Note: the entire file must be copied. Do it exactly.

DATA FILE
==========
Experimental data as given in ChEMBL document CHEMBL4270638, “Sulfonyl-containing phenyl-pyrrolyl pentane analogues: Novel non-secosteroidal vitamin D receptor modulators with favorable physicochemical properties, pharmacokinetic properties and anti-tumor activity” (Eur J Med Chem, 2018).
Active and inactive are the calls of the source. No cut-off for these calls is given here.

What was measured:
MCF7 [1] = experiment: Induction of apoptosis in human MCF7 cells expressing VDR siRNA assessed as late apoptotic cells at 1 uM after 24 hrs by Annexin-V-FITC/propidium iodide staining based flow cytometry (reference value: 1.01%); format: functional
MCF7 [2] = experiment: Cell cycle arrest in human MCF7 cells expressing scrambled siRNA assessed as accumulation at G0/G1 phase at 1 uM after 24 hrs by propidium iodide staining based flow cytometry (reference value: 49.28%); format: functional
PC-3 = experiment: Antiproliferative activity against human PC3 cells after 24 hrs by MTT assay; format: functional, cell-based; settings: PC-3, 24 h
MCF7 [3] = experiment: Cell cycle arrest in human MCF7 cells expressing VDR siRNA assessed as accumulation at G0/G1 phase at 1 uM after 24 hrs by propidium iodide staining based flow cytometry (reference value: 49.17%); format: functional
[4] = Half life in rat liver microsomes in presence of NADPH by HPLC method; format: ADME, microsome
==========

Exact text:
Experimental data as given in ChEMBL document CHEMBL4270638, “Sulfonyl-containing phenyl-pyrrolyl pentane analogues: Novel non-secosteroidal vitamin D receptor modulators with favorable physicochemical properties, pharmacokinetic properties and anti-tumor activity” (Eur J Med Chem, 2018).
Active and inactive are the calls of the source. No cut-off for these calls is given here.

What was measured:
MCF7 [1] = experiment: Induction of apoptosis in human MCF7 cells expressing VDR siRNA assessed as late apoptotic cells at 1 uM after 24 hrs by Annexin-V-FITC/propidium iodide staining based flow cytometry (reference value: 1.01%); format: functional
MCF7 [2] = experiment: Cell cycle arrest in human MCF7 cells expressing scrambled siRNA assessed as accumulation at G0/G1 phase at 1 uM after 24 hrs by propidium iodide staining based flow cytometry (reference value: 49.28%); format: functional
PC-3 = experiment: Antiproliferative activity against human PC3 cells after 24 hrs by MTT assay; format: functional, cell-based; settings: PC-3, 24 h
MCF7 [3] = experiment: Cell cycle arrest in human MCF7 cells expressing VDR siRNA assessed as accumulation at G0/G1 phase at 1 uM after 24 hrs by propidium iodide staining based flow cytometry (reference value: 49.17%); format: functional
[4] = Half life in rat liver microsomes in presence of NADPH by HPLC method; format: ADME, microsome